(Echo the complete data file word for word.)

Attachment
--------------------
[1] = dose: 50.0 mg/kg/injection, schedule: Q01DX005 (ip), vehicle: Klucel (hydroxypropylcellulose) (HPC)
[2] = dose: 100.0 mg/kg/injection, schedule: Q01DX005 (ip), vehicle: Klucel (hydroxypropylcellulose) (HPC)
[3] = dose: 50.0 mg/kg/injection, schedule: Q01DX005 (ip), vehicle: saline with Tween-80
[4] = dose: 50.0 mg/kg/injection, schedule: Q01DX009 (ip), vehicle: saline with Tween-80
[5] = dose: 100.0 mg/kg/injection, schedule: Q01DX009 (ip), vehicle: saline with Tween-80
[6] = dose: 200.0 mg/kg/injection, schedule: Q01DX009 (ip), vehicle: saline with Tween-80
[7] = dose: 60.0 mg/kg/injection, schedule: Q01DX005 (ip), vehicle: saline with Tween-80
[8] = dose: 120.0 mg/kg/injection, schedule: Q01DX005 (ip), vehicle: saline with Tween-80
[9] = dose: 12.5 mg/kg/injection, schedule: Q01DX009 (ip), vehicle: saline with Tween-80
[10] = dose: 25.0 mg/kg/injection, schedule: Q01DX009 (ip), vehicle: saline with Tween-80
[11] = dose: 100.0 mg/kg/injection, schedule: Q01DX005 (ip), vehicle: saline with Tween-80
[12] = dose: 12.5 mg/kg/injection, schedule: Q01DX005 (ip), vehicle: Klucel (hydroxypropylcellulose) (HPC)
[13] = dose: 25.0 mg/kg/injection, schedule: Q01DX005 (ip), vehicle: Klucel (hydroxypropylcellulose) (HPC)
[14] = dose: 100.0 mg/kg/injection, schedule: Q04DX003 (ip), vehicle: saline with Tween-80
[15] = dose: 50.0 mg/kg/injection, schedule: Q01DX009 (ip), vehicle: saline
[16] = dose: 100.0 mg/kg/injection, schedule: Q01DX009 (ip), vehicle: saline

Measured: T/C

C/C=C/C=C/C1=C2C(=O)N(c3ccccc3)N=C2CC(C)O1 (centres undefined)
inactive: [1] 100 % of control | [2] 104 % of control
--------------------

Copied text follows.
[1] = dose: 50.0 mg/kg/injection, schedule: Q01DX005 (ip), vehicle: Klucel (hydroxypropylcellulose) (HPC)
[2] = dose: 100.0 mg/kg/injection, schedule: Q01DX005 (ip), vehicle: Klucel (hydroxypropylcellulose) (HPC)
[3] = dose: 50.0 mg/kg/injection, schedule: Q01DX005 (ip), vehicle: saline with Tween-80
[4] = dose: 50.0 mg/kg/injection, schedule: Q01DX009 (ip), vehicle: saline with Tween-80
[5] = dose: 100.0 mg/kg/injection, schedule: Q01DX009 (ip), vehicle: saline with Tween-80
[6] = dose: 200.0 mg/kg/injection, schedule: Q01DX009 (ip), vehicle: saline with Tween-80
[7] = dose: 60.0 mg/kg/injection, schedule: Q01DX005 (ip), vehicle: saline with Tween-80
[8] = dose: 120.0 mg/kg/injection, schedule: Q01DX005 (ip), vehicle: saline with Tween-80
[9] = dose: 12.5 mg/kg/injection, schedule: Q01DX009 (ip), vehicle: saline with Tween-80
[10] = dose: 25.0 mg/kg/injection, schedule: Q01DX009 (ip), vehicle: saline with Tween-80
[11] = dose: 100.0 mg/kg/injection, schedule: Q01DX005 (ip), vehicle: saline with Tween-80
[12] = dose: 12.5 mg/kg/injection, schedule: Q01DX005 (ip), vehicle: Klucel (hydroxypropylcellulose) (HPC)
[13] = dose: 25.0 mg/kg/injection, schedule: Q01DX005 (ip), vehicle: Klucel (hydroxypropylcellulose) (HPC)
[14] = dose: 100.0 mg/kg/injection, schedule: Q04DX003 (ip), vehicle: saline with Tween-80
[15] = dose: 50.0 mg/kg/injection, schedule: Q01DX009 (ip), vehicle: saline
[16] = dose: 100.0 mg/kg/injection, schedule: Q01DX009 (ip), vehicle: saline

Measured: T/C

C/C=C/C=C/C1=C2C(=O)N(c3ccccc3)N=C2CC(C)O1 (centres undefined)
inactive: [1] 100 % of control | [2] 104 % of control